His nomination to become Secretary of Veterans Affairs that same year was derailed over accusations he handed out pills to White House staffers like a “candyman.” (In one case, a Senate report noted, medical staffers fell “into a panic” because he had given such “a large supply” of Percocet pain pills to a member of the White House Military Office.)

WASHINGTON, DC - AUGUST 3: President Donald Trump looks to White House physician Ronny Jackson during a Veterans Affairs Department "telehealth" event in the Roosevelt Room of the White House in Washington, DC on Thursday, Aug 03, 2017. (Photo by Jabin Botsford/The Washington Post via Getty Images)
Then-President Donald Trump looks to White House physician Ronny Jackson during an event at the White House on Aug. 3, 2017.

Jackson briefly returned to the White House as Trump’s “chief medical adviser” in 2019 before running for Congress. But no matter what position he held, several sources tell us, his influence dominated medical care at the Trump White House, and Jackson’s “minions” and “loyalists” ran the White House Medical Unit in his stead. “Any practices existing at that time were all set up by Jackson, who’d been there for a dozen years. Though the med unit was led by an administrator, little happened without his say-so,” one of those sources say.

The source adds, “Unit leadership did slowly start making appropriate changes, but due to [the] complicated nature of missions, individual expectations within the organization, a self-imposed cone of silence and fear of being held liable for sins of the father, it took a long time to find the right way forward.”

OUR INTEREST IN THIS STORY was sparked, in part, by a handwritten ledger reprinted on page 14 of the January inspector general’s report: a tracking form for the controlled substances ordered by the White House Medical Unit. In addition to the thousands of pills of Ambien and Provigil listed are even more potent sedatives and pain pills: morphine, hydrocodone, diazepam and lorazepam (better known by their brand names, Valium and Ativan), fentanyl, and even ketamine.

Jackson, now a Republican congressman from Texas, told the Washington Post that his team prescribed narcotics “less than five times” across his tenure. And according to the paper’s sources, drugs like fentanyl were “kept on hand for extreme emergencies — such as a White House fence jumper impaling themselves on a spike.”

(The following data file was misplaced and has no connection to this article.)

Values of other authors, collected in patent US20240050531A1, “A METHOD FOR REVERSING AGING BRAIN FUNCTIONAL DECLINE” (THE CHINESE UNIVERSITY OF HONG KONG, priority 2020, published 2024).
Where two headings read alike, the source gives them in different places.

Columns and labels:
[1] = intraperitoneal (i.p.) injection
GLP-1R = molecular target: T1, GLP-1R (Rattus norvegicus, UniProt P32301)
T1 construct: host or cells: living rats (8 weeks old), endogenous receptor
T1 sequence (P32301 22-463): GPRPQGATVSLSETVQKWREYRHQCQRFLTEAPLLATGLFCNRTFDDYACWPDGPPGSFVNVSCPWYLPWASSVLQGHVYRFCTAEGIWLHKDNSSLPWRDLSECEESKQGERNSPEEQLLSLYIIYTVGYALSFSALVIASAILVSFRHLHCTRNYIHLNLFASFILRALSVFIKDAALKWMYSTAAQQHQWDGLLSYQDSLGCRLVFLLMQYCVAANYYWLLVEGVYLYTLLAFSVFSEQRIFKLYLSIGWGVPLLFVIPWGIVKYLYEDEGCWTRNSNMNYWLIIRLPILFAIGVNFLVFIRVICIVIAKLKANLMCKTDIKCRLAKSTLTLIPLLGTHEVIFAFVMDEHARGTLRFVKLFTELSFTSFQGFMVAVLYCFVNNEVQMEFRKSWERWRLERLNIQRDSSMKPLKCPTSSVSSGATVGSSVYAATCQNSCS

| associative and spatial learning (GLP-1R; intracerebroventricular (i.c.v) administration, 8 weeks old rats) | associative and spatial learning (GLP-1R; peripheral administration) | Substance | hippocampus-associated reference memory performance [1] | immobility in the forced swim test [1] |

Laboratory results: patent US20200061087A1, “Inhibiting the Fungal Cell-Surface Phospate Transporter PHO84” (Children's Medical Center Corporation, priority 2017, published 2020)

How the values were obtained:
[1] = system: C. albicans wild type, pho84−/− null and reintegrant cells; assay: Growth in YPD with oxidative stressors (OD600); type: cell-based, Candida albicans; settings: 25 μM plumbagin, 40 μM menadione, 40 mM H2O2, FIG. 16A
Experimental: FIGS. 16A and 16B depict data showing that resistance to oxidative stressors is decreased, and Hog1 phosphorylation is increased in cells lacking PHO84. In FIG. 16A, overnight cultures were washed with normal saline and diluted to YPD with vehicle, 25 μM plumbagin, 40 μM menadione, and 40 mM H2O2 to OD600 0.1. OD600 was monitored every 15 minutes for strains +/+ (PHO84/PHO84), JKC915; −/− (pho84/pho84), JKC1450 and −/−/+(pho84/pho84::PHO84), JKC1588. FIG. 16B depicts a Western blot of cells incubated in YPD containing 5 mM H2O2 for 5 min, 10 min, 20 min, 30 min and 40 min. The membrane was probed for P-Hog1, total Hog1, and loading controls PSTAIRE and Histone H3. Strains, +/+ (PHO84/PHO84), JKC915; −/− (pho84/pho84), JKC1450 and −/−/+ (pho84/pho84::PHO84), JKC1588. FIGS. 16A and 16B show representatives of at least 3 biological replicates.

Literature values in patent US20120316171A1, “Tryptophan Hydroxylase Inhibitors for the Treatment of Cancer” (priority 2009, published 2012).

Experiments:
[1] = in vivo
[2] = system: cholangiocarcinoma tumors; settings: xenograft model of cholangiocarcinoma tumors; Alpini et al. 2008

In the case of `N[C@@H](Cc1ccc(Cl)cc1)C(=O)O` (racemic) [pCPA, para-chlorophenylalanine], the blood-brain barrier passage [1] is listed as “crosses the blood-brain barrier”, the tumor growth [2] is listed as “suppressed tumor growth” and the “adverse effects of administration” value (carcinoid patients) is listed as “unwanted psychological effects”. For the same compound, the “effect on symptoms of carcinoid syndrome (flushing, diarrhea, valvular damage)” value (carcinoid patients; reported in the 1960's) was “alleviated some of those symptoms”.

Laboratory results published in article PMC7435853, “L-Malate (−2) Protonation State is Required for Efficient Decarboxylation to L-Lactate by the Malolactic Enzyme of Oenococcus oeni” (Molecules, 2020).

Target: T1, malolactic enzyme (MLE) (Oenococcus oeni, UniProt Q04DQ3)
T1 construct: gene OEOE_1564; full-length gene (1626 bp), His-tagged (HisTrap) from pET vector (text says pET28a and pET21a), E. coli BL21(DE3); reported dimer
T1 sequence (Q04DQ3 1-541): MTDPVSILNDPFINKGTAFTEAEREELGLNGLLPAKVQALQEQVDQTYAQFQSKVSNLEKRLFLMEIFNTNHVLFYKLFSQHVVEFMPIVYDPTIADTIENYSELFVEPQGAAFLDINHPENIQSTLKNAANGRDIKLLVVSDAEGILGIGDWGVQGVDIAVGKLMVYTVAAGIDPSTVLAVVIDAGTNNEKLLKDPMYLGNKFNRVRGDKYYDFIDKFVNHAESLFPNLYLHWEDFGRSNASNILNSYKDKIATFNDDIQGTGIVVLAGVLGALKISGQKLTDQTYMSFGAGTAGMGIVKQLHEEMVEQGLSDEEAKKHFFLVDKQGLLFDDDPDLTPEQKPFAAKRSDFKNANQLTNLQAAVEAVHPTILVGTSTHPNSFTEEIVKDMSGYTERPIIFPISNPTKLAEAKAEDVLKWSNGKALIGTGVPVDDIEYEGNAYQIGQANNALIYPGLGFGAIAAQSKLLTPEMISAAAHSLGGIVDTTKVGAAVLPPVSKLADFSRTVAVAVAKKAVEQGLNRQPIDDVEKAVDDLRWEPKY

That’s a ridiculous example, a well-placed source tells us. “Someone just made up something. If there was a jumper, someone would call 911,” the source says. The jumper would then be transferred to a nearby civilian hospital.

But there was a grain of truth to the idea that the medical unit retained fentanyl and the like for extreme events. In the wake of the wars in Iraq and Afghanistan, there was a desire to bring the advances in battlefield medicine to the White House. If the president or vice president were to get shot in a remote location, far from any hospital, the unit’s physicians wanted to be able to insert a breathing tube into the VIP almost instantaneously, a process known as “rapid sequence induction and intubation.” Doing that requires sedating the patient in a hurry with powerful drugs.

“The unit employed the world’s standards in pre-hospital trauma care, as directed by the DoD’s Joint Trauma System & Committee on tactical-combat casualty-care guidelines. That includes the use of ketamine, fentanyl, etc. for pain management,” a second knowledgeable source writes. “The whole mission is contingency planning for providing most/best possible care for the worst/craziest scenarios.”

Needless to say, they never encountered a scenario that nuts. And we didn’t uncover any evidence that ketamine or fentanyl were handed out to White House staff the way Xanax and Provigil were.

But as the handwritten ledger shows — and our sources confirm — the medical unit’s procedures had grown so sloppy, so lax, that it’s impossible to prove the negative, that these sedatives and dissociatives weren’t given to White House staff. “In our analysis of the White House Medical Unit’s controlled substance records, we found that medications, such as opioids and sleep medications, were not properly accounted for,” the inspector general’s report reads. “These records frequently contained errors in the medication counts, illegible text, or crossed-out text that was not appropriately annotated.”

That might sound like minor errors in paperwork. They’re not. They’re the kind of transgressions that turn patients into addicts, and doctors into ex-doctors. “If you’re sloppy even a little bit with controlled substances, you’ll lose your [medical] license,” one source notes. Without proper record keeping, there’s no way to say just how much of the Trump White House was on drugs. There’s no way to tell how they might use — and abuse — prescription medications if they come back to power. “Nothing is written down,” another source says of the unit’s drug distribution during the Trump years, “because we will always get to yes.”